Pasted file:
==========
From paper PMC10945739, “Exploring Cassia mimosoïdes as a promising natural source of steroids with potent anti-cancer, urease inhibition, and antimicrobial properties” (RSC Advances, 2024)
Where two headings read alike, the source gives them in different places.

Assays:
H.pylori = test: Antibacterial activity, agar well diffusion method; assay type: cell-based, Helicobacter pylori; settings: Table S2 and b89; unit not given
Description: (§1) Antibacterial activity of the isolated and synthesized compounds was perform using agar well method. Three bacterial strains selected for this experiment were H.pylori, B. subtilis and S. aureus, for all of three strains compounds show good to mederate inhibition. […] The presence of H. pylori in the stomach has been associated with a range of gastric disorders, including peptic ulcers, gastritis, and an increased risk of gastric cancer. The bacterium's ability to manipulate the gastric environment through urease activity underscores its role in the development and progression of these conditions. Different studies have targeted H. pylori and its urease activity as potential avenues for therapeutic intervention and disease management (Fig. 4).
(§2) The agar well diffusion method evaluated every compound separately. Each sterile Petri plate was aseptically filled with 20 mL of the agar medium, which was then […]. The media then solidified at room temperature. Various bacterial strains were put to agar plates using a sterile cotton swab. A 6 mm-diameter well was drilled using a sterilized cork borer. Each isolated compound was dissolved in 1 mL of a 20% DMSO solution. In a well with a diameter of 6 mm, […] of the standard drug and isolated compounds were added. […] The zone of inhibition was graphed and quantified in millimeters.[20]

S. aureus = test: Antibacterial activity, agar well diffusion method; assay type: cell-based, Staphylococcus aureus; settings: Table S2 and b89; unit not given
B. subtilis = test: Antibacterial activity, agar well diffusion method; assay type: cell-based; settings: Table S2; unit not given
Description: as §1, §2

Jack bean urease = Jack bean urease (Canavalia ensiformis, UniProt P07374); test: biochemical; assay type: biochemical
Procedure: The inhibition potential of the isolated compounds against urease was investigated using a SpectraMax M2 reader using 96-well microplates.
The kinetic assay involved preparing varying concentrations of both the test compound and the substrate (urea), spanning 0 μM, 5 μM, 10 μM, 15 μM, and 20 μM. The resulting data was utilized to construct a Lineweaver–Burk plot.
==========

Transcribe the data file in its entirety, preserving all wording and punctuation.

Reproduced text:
From paper PMC10945739, “Exploring Cassia mimosoïdes as a promising natural source of steroids with potent anti-cancer, urease inhibition, and antimicrobial properties” (RSC Advances, 2024)
Where two headings read alike, the source gives them in different places.

Assays:
H.pylori = test: Antibacterial activity, agar well diffusion method; assay type: cell-based, Helicobacter pylori; settings: Table S2 and b89; unit not given
Description: (§1) Antibacterial activity of the isolated and synthesized compounds was perform using agar well method. Three bacterial strains selected for this experiment were H.pylori, B. subtilis and S. aureus, for all of three strains compounds show good to mederate inhibition. […] The presence of H. pylori in the stomach has been associated with a range of gastric disorders, including peptic ulcers, gastritis, and an increased risk of gastric cancer. The bacterium's ability to manipulate the gastric environment through urease activity underscores its role in the development and progression of these conditions. Different studies have targeted H. pylori and its urease activity as potential avenues for therapeutic intervention and disease management (Fig. 4).
(§2) The agar well diffusion method evaluated every compound separately. Each sterile Petri plate was aseptically filled with 20 mL of the agar medium, which was then […]. The media then solidified at room temperature. Various bacterial strains were put to agar plates using a sterile cotton swab. A 6 mm-diameter well was drilled using a sterilized cork borer. Each isolated compound was dissolved in 1 mL of a 20% DMSO solution. In a well with a diameter of 6 mm, […] of the standard drug and isolated compounds were added. […] The zone of inhibition was graphed and quantified in millimeters.[20]

S. aureus = test: Antibacterial activity, agar well diffusion method; assay type: cell-based, Staphylococcus aureus; settings: Table S2 and b89; unit not given
B. subtilis = test: Antibacterial activity, agar well diffusion method; assay type: cell-based; settings: Table S2; unit not given
Description: as §1, §2

Jack bean urease = Jack bean urease (Canavalia ensiformis, UniProt P07374); test: biochemical; assay type: biochemical
Procedure: The inhibition potential of the isolated compounds against urease was investigated using a SpectraMax M2 reader using 96-well microplates.
The kinetic assay involved preparing varying concentrations of both the test compound and the substrate (urea), spanning 0 μM, 5 μM, 10 μM, 15 μM, and 20 μM. The resulting data was utilized to construct a Lineweaver–Burk plot.